Exhibition / 1 Oct – 31 Oct 2021

Truth in Fire

Tim Georgeson

Aboriginal people knew these fires were coming a long time ago. People chose not to listen. They didn’t look for the signs. There were plenty of signs given to us and we knew that something was going to happen… Fire is one of our elements. We respect the earth, the air, the water and fire. Without fire we wouldn’t survive. (Yuin Nation Elder Vivian Mason, February 2020)

In response to the catastrophic bushfires of the South East Coast of Australia in the summer of 2019-20, Australian Tim Georgeson embarked on the project Truth in Fire. The Black Summer fires engulfed around 24 million hectares of natural habitat, agricultural and urban environs across Australia. Thirty-three people lost their lives, and it is estimated several billion native mammals, birds and reptiles died – excluding infinitely more insects. In consultation with Indigenous Fire Keepers, Georgeson captured the environmental impact of an unprecedented number of fires initiated by thunderstorms across the Yuin Nation. Using moving image, sound and photography the artist communicates the deep sense of loss felt by First Nations people and their path toward the healing of their communities and Country through transformational ceremonies.

Fire is integral to the cycle of many plant species in Australia, but it is the timeliness and severity of the heat that determines optimum conditions for regeneration. Extending the project in 2021, Georgeson travelled to Kakadu in the Northern Territory where cultural fire practices are founded on over 65,000 years of unbroken, inter-generational knowledge. Meeting Victor Cooper (Guruwalu), a proud Minitja man, the artist witnessed the sensitive interplay of Aboriginal people with Country through ‘cool’ burning. These images convey the human application of fire to maintain and revitalise ecological balance, as well as marram, or avian species, which co-opt fire practices to forage for food.

Truth in Fire hopes to inspire cross-cultural knowledge exchange and support international climate movements. In Australia, a collaborative approach to land management, which respects Indigenous knowledge of Country and cultural fire practices, offers a significant model for the continuance of ecological biodiversity.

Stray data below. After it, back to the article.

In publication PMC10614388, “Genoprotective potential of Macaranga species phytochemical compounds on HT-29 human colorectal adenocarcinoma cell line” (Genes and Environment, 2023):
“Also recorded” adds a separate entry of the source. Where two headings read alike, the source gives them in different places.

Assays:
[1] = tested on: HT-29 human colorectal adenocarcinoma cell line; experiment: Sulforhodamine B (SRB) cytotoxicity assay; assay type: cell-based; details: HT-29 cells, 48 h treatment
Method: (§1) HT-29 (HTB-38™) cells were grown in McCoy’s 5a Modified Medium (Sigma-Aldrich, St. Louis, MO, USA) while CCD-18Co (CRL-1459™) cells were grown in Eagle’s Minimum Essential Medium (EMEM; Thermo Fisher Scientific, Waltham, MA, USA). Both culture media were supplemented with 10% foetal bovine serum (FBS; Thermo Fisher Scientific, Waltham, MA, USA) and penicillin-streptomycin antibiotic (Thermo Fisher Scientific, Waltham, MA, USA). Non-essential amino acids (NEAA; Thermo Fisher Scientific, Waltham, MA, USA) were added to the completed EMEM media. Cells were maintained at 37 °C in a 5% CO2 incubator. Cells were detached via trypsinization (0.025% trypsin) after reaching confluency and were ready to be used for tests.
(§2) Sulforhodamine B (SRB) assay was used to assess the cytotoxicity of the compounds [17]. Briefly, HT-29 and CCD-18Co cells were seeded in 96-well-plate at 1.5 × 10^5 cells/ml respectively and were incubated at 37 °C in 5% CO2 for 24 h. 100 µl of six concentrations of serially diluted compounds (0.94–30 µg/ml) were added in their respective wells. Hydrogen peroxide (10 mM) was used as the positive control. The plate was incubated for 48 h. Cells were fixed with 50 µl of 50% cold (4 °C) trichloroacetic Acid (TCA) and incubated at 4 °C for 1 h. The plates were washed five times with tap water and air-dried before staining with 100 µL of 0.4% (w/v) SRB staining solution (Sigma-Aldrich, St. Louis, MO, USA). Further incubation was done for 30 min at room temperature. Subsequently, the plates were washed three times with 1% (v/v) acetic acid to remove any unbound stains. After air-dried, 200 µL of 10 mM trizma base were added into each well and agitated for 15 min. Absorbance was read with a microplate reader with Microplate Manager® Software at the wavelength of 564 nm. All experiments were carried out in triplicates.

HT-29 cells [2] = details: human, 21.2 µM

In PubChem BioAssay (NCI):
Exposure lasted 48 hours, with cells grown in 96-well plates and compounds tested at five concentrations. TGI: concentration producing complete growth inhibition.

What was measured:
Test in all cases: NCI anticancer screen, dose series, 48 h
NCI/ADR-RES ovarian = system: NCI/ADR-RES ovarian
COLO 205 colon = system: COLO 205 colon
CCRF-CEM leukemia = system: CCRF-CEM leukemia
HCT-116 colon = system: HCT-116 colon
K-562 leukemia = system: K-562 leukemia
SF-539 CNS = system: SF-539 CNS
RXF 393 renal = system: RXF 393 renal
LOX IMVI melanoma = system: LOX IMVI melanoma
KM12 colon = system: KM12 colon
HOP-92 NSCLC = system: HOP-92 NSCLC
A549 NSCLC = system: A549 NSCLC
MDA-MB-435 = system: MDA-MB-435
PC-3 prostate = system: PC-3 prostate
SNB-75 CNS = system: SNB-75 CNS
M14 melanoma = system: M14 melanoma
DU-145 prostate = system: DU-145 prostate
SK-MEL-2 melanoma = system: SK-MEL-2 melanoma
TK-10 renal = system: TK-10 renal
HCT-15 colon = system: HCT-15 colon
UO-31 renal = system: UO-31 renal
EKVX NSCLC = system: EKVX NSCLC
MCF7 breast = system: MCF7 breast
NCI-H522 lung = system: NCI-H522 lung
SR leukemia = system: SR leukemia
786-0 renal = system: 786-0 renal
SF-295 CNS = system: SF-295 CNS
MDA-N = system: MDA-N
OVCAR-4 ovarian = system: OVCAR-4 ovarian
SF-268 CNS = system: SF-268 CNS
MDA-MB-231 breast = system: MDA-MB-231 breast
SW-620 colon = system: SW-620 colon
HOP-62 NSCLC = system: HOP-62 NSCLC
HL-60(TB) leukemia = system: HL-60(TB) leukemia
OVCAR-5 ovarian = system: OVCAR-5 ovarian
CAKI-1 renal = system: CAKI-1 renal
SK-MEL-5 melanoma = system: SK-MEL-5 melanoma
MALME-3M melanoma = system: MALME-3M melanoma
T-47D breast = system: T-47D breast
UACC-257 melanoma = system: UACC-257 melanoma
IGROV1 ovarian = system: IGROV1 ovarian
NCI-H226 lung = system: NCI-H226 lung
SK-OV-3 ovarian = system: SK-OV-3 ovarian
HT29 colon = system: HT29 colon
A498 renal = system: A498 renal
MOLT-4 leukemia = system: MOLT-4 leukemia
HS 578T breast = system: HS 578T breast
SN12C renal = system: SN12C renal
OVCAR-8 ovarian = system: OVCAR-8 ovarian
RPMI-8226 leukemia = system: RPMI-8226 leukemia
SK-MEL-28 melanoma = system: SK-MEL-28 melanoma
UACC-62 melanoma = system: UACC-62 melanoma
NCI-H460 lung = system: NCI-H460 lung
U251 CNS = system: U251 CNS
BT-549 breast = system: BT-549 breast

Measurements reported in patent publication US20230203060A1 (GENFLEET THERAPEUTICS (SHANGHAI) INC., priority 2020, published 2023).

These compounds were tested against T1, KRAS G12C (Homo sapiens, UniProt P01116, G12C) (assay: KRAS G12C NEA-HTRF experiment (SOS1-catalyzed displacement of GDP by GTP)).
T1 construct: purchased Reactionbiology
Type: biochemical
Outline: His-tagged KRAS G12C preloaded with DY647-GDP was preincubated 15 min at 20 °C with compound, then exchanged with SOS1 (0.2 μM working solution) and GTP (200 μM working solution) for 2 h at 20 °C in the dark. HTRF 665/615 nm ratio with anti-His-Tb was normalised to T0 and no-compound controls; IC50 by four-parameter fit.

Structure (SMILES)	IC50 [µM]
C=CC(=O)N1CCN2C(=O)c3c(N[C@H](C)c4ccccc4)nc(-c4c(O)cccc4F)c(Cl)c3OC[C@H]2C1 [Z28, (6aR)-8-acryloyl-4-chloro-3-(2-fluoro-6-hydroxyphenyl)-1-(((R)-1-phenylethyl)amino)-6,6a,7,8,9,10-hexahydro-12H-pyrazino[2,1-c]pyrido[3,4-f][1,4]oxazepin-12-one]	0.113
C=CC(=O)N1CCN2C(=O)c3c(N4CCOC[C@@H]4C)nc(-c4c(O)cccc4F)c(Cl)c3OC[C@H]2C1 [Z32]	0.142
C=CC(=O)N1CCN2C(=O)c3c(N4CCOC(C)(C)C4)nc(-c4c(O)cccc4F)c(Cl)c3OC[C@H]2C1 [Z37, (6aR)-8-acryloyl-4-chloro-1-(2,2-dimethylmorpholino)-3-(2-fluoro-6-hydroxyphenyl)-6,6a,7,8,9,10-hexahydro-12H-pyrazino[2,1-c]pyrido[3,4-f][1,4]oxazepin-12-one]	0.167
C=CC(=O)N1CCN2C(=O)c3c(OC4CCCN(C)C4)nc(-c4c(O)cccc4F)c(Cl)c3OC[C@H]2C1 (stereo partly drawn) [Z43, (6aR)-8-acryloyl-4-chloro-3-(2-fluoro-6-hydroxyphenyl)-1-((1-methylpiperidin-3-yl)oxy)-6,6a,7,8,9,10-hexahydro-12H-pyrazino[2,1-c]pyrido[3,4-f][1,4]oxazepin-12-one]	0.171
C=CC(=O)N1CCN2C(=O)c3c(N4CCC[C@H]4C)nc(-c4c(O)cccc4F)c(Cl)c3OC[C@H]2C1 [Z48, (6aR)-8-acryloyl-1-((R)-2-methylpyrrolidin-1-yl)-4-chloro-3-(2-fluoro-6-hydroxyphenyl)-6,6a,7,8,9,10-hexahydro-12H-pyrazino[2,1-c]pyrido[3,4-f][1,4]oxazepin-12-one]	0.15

Tim Georgeson acknowledges and thanks the Yuin, Minitja and Murumburr First Nations people of

Australia for inviting him into their world and sharing their knowledge. The artist acknowledges these traditional custodians of Country and their continuing connection to the land, culture and community. Georgeson offer his respect to Elders past, present and future. Sovereignty never ceded.

Artist’s Statement

The Truth in Fire project was fuelled by my passion to work with First Nations Fire Keepers and an Indigenous Council to help tell a much-needed story that benefits all humans, all life, and our survival on planet earth. Witnessing their fire story in their own words, by their own people, in their own lands opens a secret world and offers a new worldview that could positively impact our struggle with climate crisis and global survival.

Inside these apocalyptic landscapes and transformational ceremonies, we engage with the First Nations’ connection to Country and feel the importance of trusting the wisdom of their ancient practices.

Truth in Fire hopes to inspire cross-cultural understanding, support international climate movements and give a push for new legislation that allows for First Nations people to participate in important ecological decision-making around crucial survival issues.

About Artist

Portrait of Tim Georgeson

Tim Georgeson

Tim Georgeson is an Australian visual artist, filmmaker and photographer. His experience shooting in humanitarian zones and on the streets of the world has given him unique insights into environmental crises, diverse cultures and aspects of the human condition that are often hidden.

Creating emotionally powerful work, Georgeson has been celebrated in the arts, the media and film industries with acknowledgments and awards from World Press Photo, Leica Camera, International Centre for Photography (New York), Cannes Lions and National Geographic. Georgeson has exhibited in solo and group exhibitions in France, UK, Japan, Holland, The Czech Republic, Canada, USA and Australia. His works have been acquired by the National Portrait Gallery of Australia, regional galleries in New South Wales and private collections across the globe.

The artist is represented by Olsen Gallery, Sydney.